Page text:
The Government wants to protect you

There is an interesting war going on between Amazon and Wal-Mart. Wal-Mart has decided that Amazon really is a threat and is staging a campaign to protect “Main Street” vendors (you know, the ones that Wal-Mart put out of business) from the rapacious and exploitive practices of web retailers like Amazon who wickedly avoid paying taxes. Legally, but wickedly.

The convinced California – long known to be a staunch ally of Wal-Mart and a supporter of Wal-Mart’s corporate goals – to pass a law requiring internet vendors to pay tax. So Amazon flat out stopped partnering with anyone selling out of California. Amazon will make no shipments from California, and therefore not be subject to California’s laws.

But Amazon would like to ship from California, so they got a referendum going where they try to get enough voters to sign up in support of overturning California’s law that it is done so. This referendum thing is one of the best things California has got going, because if the legislators get too corrupt the people can simply make the law themselves.

Oh, wait, that would threaten the power of the legislators! Good thing there is a secret emergency escape clause that allows the legislators to ignore the people forever and ever if the matter is urgent, such as taxing Amazon!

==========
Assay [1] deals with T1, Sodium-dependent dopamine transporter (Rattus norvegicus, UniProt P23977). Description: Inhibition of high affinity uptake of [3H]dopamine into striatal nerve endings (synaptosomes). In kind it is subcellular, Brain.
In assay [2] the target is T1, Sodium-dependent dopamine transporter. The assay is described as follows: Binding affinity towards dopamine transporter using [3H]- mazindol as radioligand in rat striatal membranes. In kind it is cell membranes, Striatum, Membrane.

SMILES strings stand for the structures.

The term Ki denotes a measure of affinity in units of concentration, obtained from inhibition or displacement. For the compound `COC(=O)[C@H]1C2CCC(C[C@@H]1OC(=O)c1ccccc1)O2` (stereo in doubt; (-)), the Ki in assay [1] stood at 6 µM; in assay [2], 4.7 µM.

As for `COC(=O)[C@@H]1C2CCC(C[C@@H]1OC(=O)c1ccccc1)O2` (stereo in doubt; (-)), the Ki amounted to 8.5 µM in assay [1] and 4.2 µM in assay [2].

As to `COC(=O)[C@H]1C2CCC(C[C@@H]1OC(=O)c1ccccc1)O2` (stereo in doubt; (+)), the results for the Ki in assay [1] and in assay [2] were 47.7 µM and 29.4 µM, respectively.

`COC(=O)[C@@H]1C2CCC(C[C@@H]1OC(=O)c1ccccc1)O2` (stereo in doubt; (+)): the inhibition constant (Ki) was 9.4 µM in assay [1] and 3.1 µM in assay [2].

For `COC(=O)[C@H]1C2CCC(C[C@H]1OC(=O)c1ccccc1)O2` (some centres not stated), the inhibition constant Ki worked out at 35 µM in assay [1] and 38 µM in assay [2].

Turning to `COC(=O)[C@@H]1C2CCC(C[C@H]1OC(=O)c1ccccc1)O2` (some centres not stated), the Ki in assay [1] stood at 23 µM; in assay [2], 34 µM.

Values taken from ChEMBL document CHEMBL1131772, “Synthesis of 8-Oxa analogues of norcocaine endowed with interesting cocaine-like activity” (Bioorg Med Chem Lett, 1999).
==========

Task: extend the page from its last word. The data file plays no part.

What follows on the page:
Soon you will be safe from accidentally forgetting to self-report and self-pay taxes. You can rest your fretful mind knowing that you will get taxed no matter what. Government is for the common good, and you’re special, so don’t go expecting anything.

Links for Today

Lost Incan City of Machu Picchu: 100 Years after Discovery by ‘Indiana Jones’

A Bridge to Somewhere (but in the wrong place)

Thanks for the doctors, New York

WHEAT AND TRADE: Primarily interesting because of this comment….

Even if the US eventually signs the agreement, wheat growers will not be able to capture that market from the Canadians, who are by far the best wheat growers in the world. The ordinary farmer in Saskatchewan or Manitoba cleans his grain to seed grade before it ever leaves the farm. Downstream from there it might be cleaned up even more, right down to zero weeds and zero foreign matter.

American export standards allow up to 3% foreign matter and 1% weed seeds. There’s no reason for an American farmer to clean his grain because he knows that once it gets to the river terminal the consolidator has tanks of sand and bins of weed seed available to ADD to the grain in order to get right up to the export limits. As a general rule, once foreign buyers have experienced Canadian quality, they don’t care about American price.